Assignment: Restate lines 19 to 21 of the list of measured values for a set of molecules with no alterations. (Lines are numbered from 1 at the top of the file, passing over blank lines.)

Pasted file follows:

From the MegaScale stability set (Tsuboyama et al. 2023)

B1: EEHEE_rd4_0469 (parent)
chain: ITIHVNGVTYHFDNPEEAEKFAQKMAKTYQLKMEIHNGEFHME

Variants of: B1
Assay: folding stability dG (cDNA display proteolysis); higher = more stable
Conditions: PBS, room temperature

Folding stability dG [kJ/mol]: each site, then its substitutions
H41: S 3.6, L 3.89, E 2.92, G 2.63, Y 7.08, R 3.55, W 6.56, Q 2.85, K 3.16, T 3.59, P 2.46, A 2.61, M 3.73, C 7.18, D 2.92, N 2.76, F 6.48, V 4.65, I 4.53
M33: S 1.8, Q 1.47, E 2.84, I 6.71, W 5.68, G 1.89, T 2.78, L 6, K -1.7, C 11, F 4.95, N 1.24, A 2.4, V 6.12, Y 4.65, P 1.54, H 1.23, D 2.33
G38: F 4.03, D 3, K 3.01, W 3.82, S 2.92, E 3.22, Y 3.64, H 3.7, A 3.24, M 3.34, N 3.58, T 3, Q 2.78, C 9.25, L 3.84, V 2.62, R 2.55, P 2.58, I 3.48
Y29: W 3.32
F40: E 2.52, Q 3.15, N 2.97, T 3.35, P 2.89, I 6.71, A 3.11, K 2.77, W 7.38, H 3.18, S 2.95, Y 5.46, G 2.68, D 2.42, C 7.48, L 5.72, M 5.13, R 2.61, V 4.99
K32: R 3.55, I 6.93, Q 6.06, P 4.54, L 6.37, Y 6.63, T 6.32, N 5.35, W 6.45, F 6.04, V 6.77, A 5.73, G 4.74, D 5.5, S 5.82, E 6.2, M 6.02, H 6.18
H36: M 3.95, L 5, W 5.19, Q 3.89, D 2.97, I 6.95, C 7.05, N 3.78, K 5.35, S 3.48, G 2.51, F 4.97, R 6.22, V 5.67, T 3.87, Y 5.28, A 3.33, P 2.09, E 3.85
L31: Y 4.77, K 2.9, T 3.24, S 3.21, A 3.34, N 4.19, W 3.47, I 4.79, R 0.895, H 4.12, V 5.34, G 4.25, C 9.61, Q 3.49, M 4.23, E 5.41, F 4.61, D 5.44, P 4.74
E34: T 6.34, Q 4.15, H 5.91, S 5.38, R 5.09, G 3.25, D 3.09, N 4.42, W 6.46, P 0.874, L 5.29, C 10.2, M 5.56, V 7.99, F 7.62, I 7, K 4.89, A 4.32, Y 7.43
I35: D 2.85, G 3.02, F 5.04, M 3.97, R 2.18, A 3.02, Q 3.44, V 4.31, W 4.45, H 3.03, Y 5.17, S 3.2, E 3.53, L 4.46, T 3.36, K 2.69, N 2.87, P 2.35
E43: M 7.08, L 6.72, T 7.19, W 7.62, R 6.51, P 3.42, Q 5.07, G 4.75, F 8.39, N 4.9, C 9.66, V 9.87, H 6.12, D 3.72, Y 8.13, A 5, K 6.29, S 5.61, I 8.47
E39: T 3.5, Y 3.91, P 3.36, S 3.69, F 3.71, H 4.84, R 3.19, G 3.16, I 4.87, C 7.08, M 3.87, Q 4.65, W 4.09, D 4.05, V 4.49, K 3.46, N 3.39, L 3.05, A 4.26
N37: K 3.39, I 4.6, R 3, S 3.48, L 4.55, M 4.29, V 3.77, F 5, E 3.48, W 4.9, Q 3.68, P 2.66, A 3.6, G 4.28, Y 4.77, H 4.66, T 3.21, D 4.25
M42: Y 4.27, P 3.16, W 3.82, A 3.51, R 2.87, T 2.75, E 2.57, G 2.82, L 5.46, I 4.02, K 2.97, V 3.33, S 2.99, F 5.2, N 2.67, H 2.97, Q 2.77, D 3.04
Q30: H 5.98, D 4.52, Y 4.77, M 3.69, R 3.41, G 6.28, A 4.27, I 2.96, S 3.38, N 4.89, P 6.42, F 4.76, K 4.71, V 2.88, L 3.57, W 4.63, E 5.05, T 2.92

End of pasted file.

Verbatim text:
E39: T 3.5, Y 3.91, P 3.36, S 3.69, F 3.71, H 4.84, R 3.19, G 3.16, I 4.87, C 7.08, M 3.87, Q 4.65, W 4.09, D 4.05, V 4.49, K 3.46, N 3.39, L 3.05, A 4.26
N37: K 3.39, I 4.6, R 3, S 3.48, L 4.55, M 4.29, V 3.77, F 5, E 3.48, W 4.9, Q 3.68, P 2.66, A 3.6, G 4.28, Y 4.77, H 4.66, T 3.21, D 4.25
M42: Y 4.27, P 3.16, W 3.82, A 3.51, R 2.87, T 2.75, E 2.57, G 2.82, L 5.46, I 4.02, K 2.97, V 3.33, S 2.99, F 5.2, N 2.67, H 2.97, Q 2.77, D 3.04